I don't know if this is related to this already existing post: https://discussions.agilebits.com/discussion/82953/secondary-account-with-own-password-doesnt-unlock-anymore
For testing I have added an additional family account (1Password.eu) to my already existing 1Password.com account. The initial master password to unlock the extension is the MP of the .com account. When I want to access the .eu account, no vaults from that are displayed.
I then go into the settings of the extension, it says that the .eu account was locked. After unlocking it (or the extension pretending to unlock it) I still don't see any .eu vaults. Going back to the settings, the vault is still locked.
1Password Version: Not Provided
Extension Version: 0.9.7
OS Version: Not Provided
Sync Type: Not Provided
It sounds like the second account (EU) you've added has a different Master Password from your original account (US). If you lock 1Password and unlock it using the Master Password from the EU account, are you then able to see it unlocked and the vaults you expected?
From the thread you linked in your post:
Let me know if that works or if I've misunderstood and you're already using the same Master Password.
Andrew Beyer (Ann Arbor, MI)
Lifeline @ AgileBits
Yes, when I'm using that master password, the EU vaults are unlocked and visible
I'm sorry, I really missed that "one master password for all accounts" part on that post.
You're right, I'm not using one master password across all accounts. I assumed that the extension would work like the 1P application where one (or better the first used) master password unlocked the other accounts.
Is the extension trying out the entered master password on all accounts until the first one works?
@Manaburner: 1Password for Chrome works differently than our native applications. Currently, we locally store enough information for one account to unlock others.
Not quite. Instead, when you unlock 1Password for Chrome we try to unlock any accounts you have added using the Master Password provided on the unlock screen. This means you could technically have two accounts with one Master Password and two accounts with a different Master Password. In this example, each Master Password would unlock two different accounts.
I hope that helps, but let me know if you have any questions.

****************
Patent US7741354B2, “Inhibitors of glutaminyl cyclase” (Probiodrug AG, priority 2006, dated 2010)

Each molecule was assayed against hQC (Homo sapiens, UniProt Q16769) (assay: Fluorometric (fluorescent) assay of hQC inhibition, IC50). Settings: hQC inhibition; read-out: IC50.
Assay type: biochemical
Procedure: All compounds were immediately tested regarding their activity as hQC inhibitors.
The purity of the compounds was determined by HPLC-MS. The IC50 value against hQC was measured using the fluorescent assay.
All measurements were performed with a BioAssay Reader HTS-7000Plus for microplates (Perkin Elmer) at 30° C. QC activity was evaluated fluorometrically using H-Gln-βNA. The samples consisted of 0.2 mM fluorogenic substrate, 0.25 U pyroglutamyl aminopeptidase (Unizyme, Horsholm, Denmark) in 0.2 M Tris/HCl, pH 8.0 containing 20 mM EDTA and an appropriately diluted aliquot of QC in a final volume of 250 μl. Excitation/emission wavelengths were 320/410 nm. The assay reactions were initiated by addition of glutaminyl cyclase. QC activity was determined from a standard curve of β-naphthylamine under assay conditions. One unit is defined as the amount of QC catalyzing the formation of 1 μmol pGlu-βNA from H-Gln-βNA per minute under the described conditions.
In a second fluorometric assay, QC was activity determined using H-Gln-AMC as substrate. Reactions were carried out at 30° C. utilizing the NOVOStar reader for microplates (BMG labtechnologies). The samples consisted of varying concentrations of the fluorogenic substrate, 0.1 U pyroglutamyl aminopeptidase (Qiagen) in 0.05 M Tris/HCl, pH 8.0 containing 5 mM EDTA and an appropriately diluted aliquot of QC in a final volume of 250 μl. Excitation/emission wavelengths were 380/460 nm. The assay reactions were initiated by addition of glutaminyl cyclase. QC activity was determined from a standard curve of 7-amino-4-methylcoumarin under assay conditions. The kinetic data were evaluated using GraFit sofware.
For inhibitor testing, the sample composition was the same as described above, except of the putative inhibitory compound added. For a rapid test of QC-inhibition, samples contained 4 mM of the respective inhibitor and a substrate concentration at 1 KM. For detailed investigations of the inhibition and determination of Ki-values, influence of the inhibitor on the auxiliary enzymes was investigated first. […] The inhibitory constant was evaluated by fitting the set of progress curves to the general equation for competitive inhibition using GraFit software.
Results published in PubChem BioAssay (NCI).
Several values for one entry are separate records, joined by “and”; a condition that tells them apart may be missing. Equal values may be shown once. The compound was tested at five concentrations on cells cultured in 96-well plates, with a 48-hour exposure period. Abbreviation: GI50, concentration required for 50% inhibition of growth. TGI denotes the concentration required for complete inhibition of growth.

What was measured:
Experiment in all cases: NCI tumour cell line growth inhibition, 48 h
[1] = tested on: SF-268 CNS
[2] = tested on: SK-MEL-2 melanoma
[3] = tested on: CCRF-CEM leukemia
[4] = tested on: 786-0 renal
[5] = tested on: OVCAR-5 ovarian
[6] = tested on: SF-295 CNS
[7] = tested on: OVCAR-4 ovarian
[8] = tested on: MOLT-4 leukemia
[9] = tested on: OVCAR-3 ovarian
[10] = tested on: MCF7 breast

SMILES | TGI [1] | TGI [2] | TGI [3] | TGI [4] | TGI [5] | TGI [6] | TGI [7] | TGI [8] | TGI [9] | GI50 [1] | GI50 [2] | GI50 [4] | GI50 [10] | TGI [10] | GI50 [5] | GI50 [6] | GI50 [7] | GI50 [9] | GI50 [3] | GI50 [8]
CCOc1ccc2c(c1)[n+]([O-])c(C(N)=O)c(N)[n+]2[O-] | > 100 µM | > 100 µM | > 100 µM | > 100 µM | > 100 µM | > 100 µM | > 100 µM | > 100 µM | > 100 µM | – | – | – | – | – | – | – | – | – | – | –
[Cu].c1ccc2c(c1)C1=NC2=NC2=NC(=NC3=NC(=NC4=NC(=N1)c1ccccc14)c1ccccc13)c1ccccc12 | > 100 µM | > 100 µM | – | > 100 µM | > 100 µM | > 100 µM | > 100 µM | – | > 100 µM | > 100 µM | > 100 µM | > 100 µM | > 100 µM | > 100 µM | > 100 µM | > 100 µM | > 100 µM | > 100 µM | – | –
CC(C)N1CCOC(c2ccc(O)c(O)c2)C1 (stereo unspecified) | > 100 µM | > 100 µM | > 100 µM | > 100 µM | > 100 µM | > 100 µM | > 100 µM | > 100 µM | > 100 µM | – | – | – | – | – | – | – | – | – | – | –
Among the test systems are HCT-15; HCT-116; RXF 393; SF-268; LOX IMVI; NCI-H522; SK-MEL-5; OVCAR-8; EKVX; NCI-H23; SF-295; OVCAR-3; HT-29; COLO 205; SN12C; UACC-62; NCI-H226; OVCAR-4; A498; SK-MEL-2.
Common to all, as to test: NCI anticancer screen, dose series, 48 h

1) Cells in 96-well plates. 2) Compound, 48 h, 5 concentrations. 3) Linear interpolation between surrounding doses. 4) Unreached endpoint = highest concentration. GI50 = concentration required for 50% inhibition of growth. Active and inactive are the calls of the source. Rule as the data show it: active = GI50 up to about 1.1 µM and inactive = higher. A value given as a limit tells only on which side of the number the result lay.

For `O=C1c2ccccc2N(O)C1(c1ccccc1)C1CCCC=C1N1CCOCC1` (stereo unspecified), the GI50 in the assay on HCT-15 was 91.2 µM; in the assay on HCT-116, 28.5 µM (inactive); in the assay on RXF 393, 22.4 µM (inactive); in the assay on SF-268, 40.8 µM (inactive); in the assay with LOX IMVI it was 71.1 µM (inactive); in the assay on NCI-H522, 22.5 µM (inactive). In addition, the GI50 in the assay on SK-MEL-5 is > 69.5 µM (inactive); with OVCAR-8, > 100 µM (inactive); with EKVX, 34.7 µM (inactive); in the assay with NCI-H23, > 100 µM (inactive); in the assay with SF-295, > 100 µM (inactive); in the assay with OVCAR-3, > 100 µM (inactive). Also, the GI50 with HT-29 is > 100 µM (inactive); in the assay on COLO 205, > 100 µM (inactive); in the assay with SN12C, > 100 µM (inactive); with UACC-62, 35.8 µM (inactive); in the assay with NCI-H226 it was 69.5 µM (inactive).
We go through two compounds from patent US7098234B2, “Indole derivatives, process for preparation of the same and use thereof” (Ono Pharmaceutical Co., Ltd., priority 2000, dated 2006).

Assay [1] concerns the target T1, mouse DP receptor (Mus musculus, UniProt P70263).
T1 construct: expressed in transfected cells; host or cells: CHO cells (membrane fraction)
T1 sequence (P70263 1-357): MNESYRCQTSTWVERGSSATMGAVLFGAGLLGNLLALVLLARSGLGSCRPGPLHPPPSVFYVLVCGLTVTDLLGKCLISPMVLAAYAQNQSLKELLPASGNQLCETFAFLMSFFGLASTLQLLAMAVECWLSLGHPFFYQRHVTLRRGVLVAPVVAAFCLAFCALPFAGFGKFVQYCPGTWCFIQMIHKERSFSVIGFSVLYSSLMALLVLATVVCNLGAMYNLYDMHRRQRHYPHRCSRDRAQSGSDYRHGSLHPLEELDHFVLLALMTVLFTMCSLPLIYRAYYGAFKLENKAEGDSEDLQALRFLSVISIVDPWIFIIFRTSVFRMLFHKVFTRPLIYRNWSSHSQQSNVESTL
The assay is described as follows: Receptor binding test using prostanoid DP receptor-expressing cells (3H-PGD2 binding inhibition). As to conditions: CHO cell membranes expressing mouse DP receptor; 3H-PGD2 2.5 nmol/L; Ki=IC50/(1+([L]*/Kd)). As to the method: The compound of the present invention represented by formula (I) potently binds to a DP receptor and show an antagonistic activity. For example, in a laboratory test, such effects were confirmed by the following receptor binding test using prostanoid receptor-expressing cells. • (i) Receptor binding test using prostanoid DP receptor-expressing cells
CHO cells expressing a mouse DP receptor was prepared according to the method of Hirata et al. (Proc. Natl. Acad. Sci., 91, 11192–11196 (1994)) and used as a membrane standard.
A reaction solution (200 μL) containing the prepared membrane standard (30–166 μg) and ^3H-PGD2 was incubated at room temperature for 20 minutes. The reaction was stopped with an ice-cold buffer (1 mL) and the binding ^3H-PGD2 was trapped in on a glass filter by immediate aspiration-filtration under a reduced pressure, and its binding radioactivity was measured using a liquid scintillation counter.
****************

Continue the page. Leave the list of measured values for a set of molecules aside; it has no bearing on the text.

Andrew Beyer (Ann Arbor, MI)
Lifeline @ AgileBits
In the original 1Password (before X) multiple local accounts would unlock with a single master password. How can this behavior work with 1Password X?
I have my personal account (family) and a Team account (work) and I don't want them to have the same password, yet I do want them to unlock at the same time instead of having them all use the same master password (which is a different behavior in terms of implementation but the same desired user result).
You're right, 1Password for Mac and Windows allow you to do this. This is not how 1Password X works, so the short answer to your question is you can't use 1Password X this way. That's not a very enlightening answer, however, so I'd like to write a short essay on why this is the case. 🙂
The desktop apps were originally designed with the concept of a Primary Account. This account was the first one added and the encryption keys for secondary accounts would be stored within the primary one, thereby allowing us to unlock all your vaults when you unlocked 1Password. This worked regardless if the Master Passwords were the same or not.
In 1Password X, there is no concept of a Primary Account, so we have no mechanism to do this. Instead, we simply take the Master Password you provide and try to use it to unlock each account that was added.
There are many reasons we did things this way but the primary reason is it's how we believe things should be. Having different Master Passwords is hard. And in the vast majority of situations, there's no value to using different ones.
The way we designed 1Password ensures that you are the only one that knows your Master Password: it never leaves your device, even in a team or business environment. And when combined with your Secret Keys (you'll have a unique one generated for each account), the actual Master Unlock Key that gets derived from your Master Password will be different for each account.
This allows you to use the same Master Password for all accounts, without needing to worry that your business may find out your personal account details, or vice versa.
Since launching 1Password X nearly one year ago I've only found one use case that stymies this approach. I heard from one user who was required to provide their Master Password to their boss "for safe keeping". I tried to explain that this was simply not required with 1Password as account owners and administrators can recover locked out accounts (without ever revealing your Master Password), and this user agreed with me entirely. But then proceeded to say his boss wasn't interested and required the information anyway.
Other than this one use case (which I'd argue is an incorrect one), using the same Master Password works incredibly well.
I hope that helps explain our reasoning for designing 1Password X this way.